Week 8 – New Zealand, Part Two

New Zealand parliament

I’ve nearly completed my second and final week of my trip around the North Island of New Zealand. I have loved the time I’ve spent here, travelling all the way down to Wellington in the south and back up again. I’m coming back in December to travel around the South Island and to visit Auckland, can’t wait! Have put together a video with the highlights of my trip if you should so care to watch!

Windy Wellington

As soon as I reached Wellington, the capital city of NZ, the weather took a turn for the worse. Wellington has a reputation for that kind of thing. However, it did not spoil my time there. I started by visiting the national museum ‘Te Papa’, which is is well worth a visit. It has some great social history exhibitions including a great one on immigration, as well ones on earthquakes and Maori culture. It is all free too. They also do great vegetarian sushi in the cafe! The setting is fantastic too, right on the waterfront.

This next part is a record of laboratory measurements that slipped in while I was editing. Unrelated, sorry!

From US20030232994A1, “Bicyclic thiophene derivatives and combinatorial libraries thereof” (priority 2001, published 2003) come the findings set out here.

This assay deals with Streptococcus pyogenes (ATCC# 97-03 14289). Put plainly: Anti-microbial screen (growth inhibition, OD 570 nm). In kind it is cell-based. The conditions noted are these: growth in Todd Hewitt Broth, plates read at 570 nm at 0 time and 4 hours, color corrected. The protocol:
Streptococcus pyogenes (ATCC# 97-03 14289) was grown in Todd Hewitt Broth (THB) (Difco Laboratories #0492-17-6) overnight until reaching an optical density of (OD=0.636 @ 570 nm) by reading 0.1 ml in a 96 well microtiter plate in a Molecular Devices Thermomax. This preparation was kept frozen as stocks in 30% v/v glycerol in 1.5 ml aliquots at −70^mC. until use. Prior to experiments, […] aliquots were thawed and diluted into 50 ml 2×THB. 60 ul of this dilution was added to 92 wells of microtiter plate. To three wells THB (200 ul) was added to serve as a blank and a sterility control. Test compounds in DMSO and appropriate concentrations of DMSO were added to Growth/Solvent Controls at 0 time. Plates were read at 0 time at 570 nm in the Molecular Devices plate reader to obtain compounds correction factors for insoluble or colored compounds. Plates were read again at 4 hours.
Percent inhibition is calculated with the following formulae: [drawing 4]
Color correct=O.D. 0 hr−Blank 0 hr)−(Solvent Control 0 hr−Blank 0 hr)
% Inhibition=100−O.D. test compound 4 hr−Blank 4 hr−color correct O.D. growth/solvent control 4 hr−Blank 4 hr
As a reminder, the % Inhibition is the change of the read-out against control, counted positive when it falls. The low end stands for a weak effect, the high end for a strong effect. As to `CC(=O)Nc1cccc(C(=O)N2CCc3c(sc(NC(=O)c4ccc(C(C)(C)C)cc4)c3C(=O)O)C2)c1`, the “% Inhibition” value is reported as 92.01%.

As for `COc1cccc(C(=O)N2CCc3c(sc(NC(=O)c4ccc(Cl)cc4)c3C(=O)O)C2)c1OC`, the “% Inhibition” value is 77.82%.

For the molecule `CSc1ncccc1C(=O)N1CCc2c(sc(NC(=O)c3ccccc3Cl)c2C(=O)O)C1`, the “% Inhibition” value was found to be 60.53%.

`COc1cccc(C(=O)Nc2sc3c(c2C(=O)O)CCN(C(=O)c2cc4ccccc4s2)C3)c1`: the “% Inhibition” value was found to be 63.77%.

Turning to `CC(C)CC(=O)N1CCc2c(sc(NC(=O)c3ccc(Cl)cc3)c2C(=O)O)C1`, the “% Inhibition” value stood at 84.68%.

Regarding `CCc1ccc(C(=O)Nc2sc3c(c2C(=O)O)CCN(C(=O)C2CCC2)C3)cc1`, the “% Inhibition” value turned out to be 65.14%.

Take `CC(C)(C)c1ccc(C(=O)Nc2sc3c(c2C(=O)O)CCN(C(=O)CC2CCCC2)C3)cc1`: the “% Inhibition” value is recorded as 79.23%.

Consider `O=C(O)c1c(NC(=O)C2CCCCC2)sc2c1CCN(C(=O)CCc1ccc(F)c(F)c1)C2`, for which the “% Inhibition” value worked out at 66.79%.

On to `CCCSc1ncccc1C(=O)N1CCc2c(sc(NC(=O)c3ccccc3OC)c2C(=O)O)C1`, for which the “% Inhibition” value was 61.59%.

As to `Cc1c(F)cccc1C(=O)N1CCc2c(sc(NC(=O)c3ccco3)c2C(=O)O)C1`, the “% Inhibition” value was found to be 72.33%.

I then took the cable car up to the botanical gardens and I also drove to the top of Mount Victoria, which has spectacular 360 degree views of Wellington Bay.

Wellington as seen from Mount Victoria
Wellington as seen from Mount Victoria

One of the most interesting things I did was tour the NZ parliament (free). I learn that NZ has a proportional representation system which gives smaller political parties more chance of being represented in parliament, which seems entirely sensible to me (unless it were in the UK whereby the hideous UKIP would get more seats)! I also toured the iconic ‘Beehive’ extension, added in the 1970s and designed by British architect Sir Basil Spence.

New Zealand Parliament
New Zealand Parliament

I stayed with an old university friend which in Wellington, Richard. We had a fun evening reminiscing about uni life and looking at old photos! See the photo below, we barely look older than the day we graduated 😉

Me & Richard twenty years after graduation!
Me & Richard twenty years after graduation!

Whangaui

One of the things I love about travelling is discovering towns and places that aren’t necessarily on the tourist trail but are interesting in their own right for what they show you about life in that country. One of these places is Whanganui.